The EU took notice. In October, a formal agreement to launch the operation was signed by the two countries and the EU.
The mission's inauguration ceremony in Odesa today was attended by EU High Representative for the Foreign and Security Policy Javier Solana, European Commissioner for External Affairs and Neighborhood Policy Bettina Ferrero-Waldner, Ukrainian Foreign Minister Borys Tarasyuk, and Moldovan Foreign Minister Andrei Stratan.
The operation reportedly consists of some 70 border policemen and customs officers from 16 EU countries and 50 local staffers. It has a budget of 8 million euros ($9.4 million) and a two-year mandate, which can be extended.
Apart from its core headquarters in Odesa, it will have five field offices, from which it will be able to dispatch mobile teams to monitor the border.
The monitors are authorized to make unannounced inspections at any location on the Ukrainian-Moldovan frontier. However, they will not operate on Transdniestrian territory.
It is Transdniestria that seems to be the problem.
After a short conflict in 1992 with Moldovan forces, Transdniestrian separatists broke away. A ceasefire has held ever since, but the Council of Europe recognizes Transdniester as a "frozen conflict."
Both Ukraine and Moldova suspect that the separatist regime of Igor Smirnov in Transdniester may be involved in arms and drug smuggling through the porous border with Ukraine.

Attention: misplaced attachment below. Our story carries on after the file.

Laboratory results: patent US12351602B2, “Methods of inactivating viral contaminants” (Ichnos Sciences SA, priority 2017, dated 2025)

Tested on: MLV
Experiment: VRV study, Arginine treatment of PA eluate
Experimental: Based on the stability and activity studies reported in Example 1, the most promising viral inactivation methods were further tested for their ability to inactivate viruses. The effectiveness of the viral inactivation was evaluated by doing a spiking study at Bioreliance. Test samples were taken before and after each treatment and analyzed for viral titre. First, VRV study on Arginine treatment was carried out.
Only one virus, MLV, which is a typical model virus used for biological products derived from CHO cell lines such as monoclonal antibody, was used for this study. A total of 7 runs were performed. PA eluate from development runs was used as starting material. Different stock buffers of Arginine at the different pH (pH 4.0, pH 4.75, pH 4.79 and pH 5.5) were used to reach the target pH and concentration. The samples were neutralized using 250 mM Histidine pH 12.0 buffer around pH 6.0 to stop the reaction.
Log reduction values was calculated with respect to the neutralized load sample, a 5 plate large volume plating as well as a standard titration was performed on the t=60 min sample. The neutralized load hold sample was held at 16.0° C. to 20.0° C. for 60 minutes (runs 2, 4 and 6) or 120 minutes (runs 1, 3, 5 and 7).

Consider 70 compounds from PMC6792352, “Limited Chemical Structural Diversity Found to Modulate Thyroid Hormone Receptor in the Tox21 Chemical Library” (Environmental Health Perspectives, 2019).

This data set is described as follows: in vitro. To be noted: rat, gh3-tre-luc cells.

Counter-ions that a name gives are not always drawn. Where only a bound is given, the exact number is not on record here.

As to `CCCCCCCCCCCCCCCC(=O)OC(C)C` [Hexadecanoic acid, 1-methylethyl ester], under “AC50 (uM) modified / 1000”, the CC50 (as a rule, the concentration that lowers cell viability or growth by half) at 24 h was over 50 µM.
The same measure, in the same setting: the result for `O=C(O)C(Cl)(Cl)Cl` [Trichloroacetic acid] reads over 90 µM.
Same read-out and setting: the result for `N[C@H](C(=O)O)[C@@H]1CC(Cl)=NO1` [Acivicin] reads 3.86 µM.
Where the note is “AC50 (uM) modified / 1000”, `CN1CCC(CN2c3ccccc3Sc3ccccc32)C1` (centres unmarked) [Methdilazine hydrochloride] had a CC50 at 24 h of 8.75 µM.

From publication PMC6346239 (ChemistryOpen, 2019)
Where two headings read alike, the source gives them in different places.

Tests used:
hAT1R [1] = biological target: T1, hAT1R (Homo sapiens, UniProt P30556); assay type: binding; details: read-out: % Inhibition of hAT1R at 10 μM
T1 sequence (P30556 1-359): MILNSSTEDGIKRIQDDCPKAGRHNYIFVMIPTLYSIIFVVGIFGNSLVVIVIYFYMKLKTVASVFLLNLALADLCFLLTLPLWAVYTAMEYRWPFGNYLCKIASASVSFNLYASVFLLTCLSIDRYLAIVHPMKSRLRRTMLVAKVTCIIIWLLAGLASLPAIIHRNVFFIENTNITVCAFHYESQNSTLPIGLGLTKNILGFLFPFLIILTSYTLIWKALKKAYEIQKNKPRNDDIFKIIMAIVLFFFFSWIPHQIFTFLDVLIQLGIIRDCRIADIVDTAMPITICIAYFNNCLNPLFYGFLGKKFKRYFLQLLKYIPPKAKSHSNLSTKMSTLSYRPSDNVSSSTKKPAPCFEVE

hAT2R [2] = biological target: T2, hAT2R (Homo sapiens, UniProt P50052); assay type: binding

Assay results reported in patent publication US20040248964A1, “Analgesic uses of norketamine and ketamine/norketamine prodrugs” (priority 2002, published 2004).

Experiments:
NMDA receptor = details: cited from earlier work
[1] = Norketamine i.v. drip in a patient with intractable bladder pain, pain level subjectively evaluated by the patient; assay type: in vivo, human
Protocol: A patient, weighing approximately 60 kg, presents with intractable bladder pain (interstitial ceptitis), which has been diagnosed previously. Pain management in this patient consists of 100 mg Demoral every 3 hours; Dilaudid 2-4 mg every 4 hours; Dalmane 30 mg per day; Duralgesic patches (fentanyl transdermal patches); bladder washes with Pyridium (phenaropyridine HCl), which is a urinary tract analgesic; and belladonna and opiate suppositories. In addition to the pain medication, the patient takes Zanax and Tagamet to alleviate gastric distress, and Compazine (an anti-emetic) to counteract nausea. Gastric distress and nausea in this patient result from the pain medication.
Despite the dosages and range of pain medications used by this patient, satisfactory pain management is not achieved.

Oleh Dolzhenkov, an official from the Odesa City Council, shared such concerns with RFE/RL's Ukrainian Service.
"We know that the city of Odesa was drowning for a long time in illegal weapons, drugs, etc., which went through unmonitored sections of the Moldovan-Ukrainian border," Dolzhenkov said. "We know that some time ago a number of resonant crimes were perpetrated by organized crime groups operating from the territory of the unrecognized Moldovan Transdniestrian Republic, just because there has so far been no efficient system of monitoring of the movement of people and goods through this stretch of the border."
However, hard evidence to support such suspicions has not yet been produced. A team of EU experts who toured Moldova and Ukraine in August could not confirm the allegations that Tiraspol smuggles drugs and weapons to Ukraine.
There are also suspicions that some people on both sides of the border may be involved in transit-related fraud.
A possible deception scheme could look like this: Shipments of goods arriving by sea in Odesa are declared as Tiraspol bound and not taxed by Ukraine. Subsequently, authorities in Tiraspol confirm receipt, but the goods are rerouted to Ukraine.
In a broader perspective, the start of the new border operation can be seen as the EU's contribution to the resolution of the Transdniester conflict. Enforcing tighter controls could go some way in eroding the economic base of the separatist regime.
Earlier this year, Ukrainian President Viktor Yushchenko proposed a solution to the Transdniester conflict. Under his plan, the divided country would reintegrate under the Moldovan constitutional system and Transdniester would be granted a "special status." The plan also called for holding democratic elections to the Transdniestrian legislature under international monitoring.
However, the Moscow-supported regime in Tiraspol ignored Yushchenko's initiative and decided to hold legislative elections in December under its own legislation, thus excluding the possibility that they can be recognized by the international community.